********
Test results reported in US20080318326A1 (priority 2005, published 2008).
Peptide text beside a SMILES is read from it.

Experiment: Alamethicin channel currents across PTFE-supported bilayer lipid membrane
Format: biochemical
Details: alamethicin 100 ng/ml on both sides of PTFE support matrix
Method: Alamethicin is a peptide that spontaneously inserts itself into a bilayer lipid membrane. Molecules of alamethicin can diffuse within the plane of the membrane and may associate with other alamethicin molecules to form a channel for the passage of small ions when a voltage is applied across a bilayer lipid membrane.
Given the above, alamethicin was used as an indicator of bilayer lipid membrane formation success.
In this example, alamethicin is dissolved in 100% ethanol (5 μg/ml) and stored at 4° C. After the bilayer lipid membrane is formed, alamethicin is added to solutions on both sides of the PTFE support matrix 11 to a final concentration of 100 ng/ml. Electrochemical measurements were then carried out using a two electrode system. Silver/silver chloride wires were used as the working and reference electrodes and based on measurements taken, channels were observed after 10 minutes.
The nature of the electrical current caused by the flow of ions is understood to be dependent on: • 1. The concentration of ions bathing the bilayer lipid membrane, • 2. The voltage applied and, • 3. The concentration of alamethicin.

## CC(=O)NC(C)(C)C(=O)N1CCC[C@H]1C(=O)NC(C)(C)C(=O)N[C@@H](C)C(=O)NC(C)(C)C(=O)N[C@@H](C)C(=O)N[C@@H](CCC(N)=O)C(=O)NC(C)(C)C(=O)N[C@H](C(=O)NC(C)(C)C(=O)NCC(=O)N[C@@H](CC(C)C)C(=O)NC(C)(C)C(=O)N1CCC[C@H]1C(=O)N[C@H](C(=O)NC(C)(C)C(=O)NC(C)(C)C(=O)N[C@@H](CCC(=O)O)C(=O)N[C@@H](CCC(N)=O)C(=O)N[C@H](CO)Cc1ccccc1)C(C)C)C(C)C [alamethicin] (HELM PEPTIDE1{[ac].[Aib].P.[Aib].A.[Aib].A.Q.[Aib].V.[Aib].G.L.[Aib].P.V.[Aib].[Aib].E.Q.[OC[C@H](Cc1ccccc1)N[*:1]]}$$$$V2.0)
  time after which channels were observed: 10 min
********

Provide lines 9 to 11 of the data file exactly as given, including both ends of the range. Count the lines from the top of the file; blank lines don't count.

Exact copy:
The nature of the electrical current caused by the flow of ions is understood to be dependent on: • 1. The concentration of ions bathing the bilayer lipid membrane, • 2. The voltage applied and, • 3. The concentration of alamethicin.

## CC(=O)NC(C)(C)C(=O)N1CCC[C@H]1C(=O)NC(C)(C)C(=O)N[C@@H](C)C(=O)NC(C)(C)C(=O)N[C@@H](C)C(=O)N[C@@H](CCC(N)=O)C(=O)NC(C)(C)C(=O)N[C@H](C(=O)NC(C)(C)C(=O)NCC(=O)N[C@@H](CC(C)C)C(=O)NC(C)(C)C(=O)N1CCC[C@H]1C(=O)N[C@H](C(=O)NC(C)(C)C(=O)NC(C)(C)C(=O)N[C@@H](CCC(=O)O)C(=O)N[C@@H](CCC(N)=O)C(=O)N[C@H](CO)Cc1ccccc1)C(C)C)C(C)C [alamethicin] (HELM PEPTIDE1{[ac].[Aib].P.[Aib].A.[Aib].A.Q.[Aib].V.[Aib].G.L.[Aib].P.V.[Aib].[Aib].E.Q.[OC[C@H](Cc1ccccc1)N[*:1]]}$$$$V2.0)
  time after which channels were observed: 10 min